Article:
Atrial fibrillation in advanced heart failure


BACKGROUND Atrial fibrillation is common in advanced heart failure, but its prognostic significance is controversial.

METHODS AND RESULTS We evaluated the relation of atrial rhythm to overall survival and sudden death in 390 consecutive advanced heart failure patients. Etiology of heart failure was coronary artery disease in 177 patients (45%) and nonischemic cardiomyopathy or valvular heart disease in 213 patients (55%). Mean left ventricular ejection fraction was 0.19 +/- 0.07. Seventy-five patients (19%) had paroxysmal (26 patients) or chronic (49 patients) atrial fibrillation. Compared with patients with sinus rhythm, patients with atrial fibrillation did not differ in etiology of heart failure, mean pulmonary capillary wedge pressure on therapy, or embolic events but were more likely to be receiving warfarin and antiarrhythmic drugs and had a slightly higher left ventricular ejection fraction. After a mean follow-up of 236 +/- 303 days, 98 patients died: 56 (57%) died suddenly, and 36 (37%) died of progressive heart failure. Actuarial 1-year overall survival was 68%, and sudden death-free survival was 79%. Actuarial survival was significantly worse for atrial fibrillation than for sinus rhythm patients (52% versus 71%, p = 0.0013). Similarly, sudden death-free survival was significantly worse for atrial fibrillation than for sinus rhythm patients (69% versus 82%, p = 0.0013). By Cox proportional hazards model, pulmonary capillary wedge pressure on therapy, left ventricular ejection fraction, coronary artery disease, and atrial fibrillation were independent risk factors for total mortality and sudden death. For patients who had pulmonary capillary wedge pressure of less than 16 mm Hg on therapy, atrial fibrillation was associated with poorer 1-year survival (44% versus 83%, p = 0.00001); however, in the high pulmonary capillary wedge pressure group, atrial fibrillation did not confer an increased risk (58% versus 57%).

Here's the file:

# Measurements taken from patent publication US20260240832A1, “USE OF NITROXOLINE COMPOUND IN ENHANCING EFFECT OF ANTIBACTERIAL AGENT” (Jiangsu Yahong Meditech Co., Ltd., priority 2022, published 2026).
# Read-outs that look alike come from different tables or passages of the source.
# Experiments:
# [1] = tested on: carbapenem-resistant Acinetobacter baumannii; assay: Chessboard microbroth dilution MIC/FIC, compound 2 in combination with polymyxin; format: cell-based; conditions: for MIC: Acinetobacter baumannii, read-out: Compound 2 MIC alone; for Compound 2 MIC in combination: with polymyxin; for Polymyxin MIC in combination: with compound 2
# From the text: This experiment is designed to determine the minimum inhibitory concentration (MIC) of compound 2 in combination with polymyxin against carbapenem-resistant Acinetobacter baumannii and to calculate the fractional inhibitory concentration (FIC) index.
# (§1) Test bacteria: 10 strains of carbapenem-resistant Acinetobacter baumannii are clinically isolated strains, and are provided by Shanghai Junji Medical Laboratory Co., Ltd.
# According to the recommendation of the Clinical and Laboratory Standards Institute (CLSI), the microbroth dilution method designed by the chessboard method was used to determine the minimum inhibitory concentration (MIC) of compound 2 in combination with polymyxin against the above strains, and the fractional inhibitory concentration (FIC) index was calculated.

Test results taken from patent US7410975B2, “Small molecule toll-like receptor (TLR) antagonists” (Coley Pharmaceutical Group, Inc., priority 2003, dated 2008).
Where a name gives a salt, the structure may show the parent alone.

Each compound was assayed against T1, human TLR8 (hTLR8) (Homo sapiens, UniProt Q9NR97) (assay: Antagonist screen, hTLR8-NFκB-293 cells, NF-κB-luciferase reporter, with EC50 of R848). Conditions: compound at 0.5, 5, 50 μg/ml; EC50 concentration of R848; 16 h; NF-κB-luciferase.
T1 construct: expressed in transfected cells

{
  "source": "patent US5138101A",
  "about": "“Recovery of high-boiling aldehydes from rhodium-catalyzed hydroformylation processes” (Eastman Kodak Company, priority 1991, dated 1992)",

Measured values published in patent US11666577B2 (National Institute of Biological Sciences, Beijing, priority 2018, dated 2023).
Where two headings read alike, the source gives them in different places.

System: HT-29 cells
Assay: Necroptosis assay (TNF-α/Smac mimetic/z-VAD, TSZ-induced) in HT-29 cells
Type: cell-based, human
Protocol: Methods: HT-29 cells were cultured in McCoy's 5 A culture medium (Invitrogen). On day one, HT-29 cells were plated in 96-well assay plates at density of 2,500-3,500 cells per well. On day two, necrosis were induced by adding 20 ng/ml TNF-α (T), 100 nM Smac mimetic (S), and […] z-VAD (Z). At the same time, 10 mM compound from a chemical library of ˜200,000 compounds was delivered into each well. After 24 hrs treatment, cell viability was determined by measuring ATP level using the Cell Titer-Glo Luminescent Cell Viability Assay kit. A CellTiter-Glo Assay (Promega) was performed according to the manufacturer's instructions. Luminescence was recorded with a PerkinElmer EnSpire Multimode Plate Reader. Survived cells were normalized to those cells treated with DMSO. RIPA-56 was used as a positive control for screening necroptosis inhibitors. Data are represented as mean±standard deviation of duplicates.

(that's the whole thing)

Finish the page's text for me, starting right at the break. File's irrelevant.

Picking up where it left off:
CONCLUSIONS Atrial fibrillation is a marker for increased risk of death, especially in heart failure patients who have lower filling pressures on vasodilator and diuretic therapy. Whether aggressive attempts to maintain sinus rhythm will reduce this risk is unknown.

Publication information

Jones DJ, Markides V. Atrial fibrillation in advanced heart failure. In: Banner N, Jessup M (Eds). Advanced Heart Failure. Elsevier, Mosby 2009; Vol 3 PtII; 361-378.